Coined as the Land of Grace, Perak Darul Ridzuan, the second largest state in Peninsular Malaysia is a land famed for its natural tropical beauty and rich cultural history.

Kellie’s castle was named after its owner William Kellie Smith a Scottish planter. The castle was designed to replicate the great British Raj palaces in India with Moorish style arches and windows. He built the castle for his beloved wife, Agnes but was not completed when he died in 1926.

Kuala Sepetang is a fishing village in Perak that, unknown to many, is filled with traditional trades and culture. The village is famous for its charcoal factories, mangrove swamps, fresh seafood and other unique trades that have lasted across generations. Experience the small-town traditions of Kuala Sepetang in Perak, and meet the locals who work hard to preserve their trades.

The Ipoh Railway Station was initially meant to be a hospital and used before the 20th century as such before being turned into a station.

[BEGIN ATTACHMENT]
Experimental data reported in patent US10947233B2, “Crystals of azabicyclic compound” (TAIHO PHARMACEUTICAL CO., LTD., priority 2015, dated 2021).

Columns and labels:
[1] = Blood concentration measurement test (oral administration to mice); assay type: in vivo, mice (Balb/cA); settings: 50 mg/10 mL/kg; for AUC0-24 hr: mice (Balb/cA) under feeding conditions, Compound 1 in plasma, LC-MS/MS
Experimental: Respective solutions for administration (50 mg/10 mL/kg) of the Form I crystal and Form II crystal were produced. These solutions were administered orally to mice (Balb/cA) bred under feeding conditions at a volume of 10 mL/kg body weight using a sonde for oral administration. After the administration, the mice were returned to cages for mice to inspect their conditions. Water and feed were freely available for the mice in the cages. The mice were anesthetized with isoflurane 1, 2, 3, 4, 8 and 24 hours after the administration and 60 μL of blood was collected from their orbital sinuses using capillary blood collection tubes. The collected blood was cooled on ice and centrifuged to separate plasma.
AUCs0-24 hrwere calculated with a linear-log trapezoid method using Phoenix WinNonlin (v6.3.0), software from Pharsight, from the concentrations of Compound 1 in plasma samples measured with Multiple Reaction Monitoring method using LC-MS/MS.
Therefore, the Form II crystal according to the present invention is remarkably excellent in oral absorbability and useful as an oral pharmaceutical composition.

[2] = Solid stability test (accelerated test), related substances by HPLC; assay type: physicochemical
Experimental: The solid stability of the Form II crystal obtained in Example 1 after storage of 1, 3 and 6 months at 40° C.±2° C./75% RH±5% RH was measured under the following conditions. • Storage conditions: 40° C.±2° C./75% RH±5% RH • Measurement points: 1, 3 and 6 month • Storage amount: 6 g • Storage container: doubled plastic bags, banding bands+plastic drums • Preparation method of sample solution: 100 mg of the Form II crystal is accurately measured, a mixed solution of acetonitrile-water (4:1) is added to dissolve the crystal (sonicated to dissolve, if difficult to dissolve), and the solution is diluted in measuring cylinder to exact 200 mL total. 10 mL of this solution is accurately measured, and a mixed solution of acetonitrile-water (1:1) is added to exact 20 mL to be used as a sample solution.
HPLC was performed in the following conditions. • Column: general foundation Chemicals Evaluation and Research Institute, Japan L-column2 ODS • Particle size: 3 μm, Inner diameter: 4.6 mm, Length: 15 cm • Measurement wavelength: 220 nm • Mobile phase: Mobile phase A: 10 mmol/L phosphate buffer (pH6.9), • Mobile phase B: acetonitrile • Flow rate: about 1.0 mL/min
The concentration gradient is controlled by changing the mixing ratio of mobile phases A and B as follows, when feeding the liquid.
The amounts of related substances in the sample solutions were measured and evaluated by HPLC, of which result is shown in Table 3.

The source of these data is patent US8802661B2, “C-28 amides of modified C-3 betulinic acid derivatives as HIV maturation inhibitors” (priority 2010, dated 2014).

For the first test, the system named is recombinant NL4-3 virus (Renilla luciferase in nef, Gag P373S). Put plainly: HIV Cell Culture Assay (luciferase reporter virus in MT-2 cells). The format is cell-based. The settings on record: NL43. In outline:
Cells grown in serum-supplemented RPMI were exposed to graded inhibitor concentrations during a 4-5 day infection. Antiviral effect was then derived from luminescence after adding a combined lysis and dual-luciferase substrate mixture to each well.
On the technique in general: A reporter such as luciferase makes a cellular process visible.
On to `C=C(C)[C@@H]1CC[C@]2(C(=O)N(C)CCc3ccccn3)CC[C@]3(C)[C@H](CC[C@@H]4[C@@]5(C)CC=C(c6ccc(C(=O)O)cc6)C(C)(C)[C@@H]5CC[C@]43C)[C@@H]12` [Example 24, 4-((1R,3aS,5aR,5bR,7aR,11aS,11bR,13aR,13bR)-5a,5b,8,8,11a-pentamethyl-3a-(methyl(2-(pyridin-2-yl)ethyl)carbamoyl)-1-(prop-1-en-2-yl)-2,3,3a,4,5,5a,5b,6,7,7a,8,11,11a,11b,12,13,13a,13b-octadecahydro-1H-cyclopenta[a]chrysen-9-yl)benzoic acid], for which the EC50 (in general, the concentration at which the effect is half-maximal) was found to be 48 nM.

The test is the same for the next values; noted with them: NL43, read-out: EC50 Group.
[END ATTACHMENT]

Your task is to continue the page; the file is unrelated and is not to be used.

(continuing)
Gopeng Town Heritage Walk in a 150 years old town in Kampar District, was one strategic place where the great tin mining industry of Malaysia was once existed before the tin empire has collapsed in 1980s. Its name was believed to be originated from a Chinese man called Mo Peng (毛兵); however, it was converted into Gopeng as it was believed that the British found the first name was hard to be pronounced.

Concubine Lane was built by mining tycoon Yao Tet Shin for his three wives. Each lane was fittingly named Wife Lane, Concubine Lane and First Concubine Lane. While another version of the local tale is that it was also the place where rich men hid their mistresses. Today, Concubine Lane is the most famous lane, having been transformed into a popular hangout with a variety of pop- up stalls selling delicious ice balls, flower shaped cotton candy and more.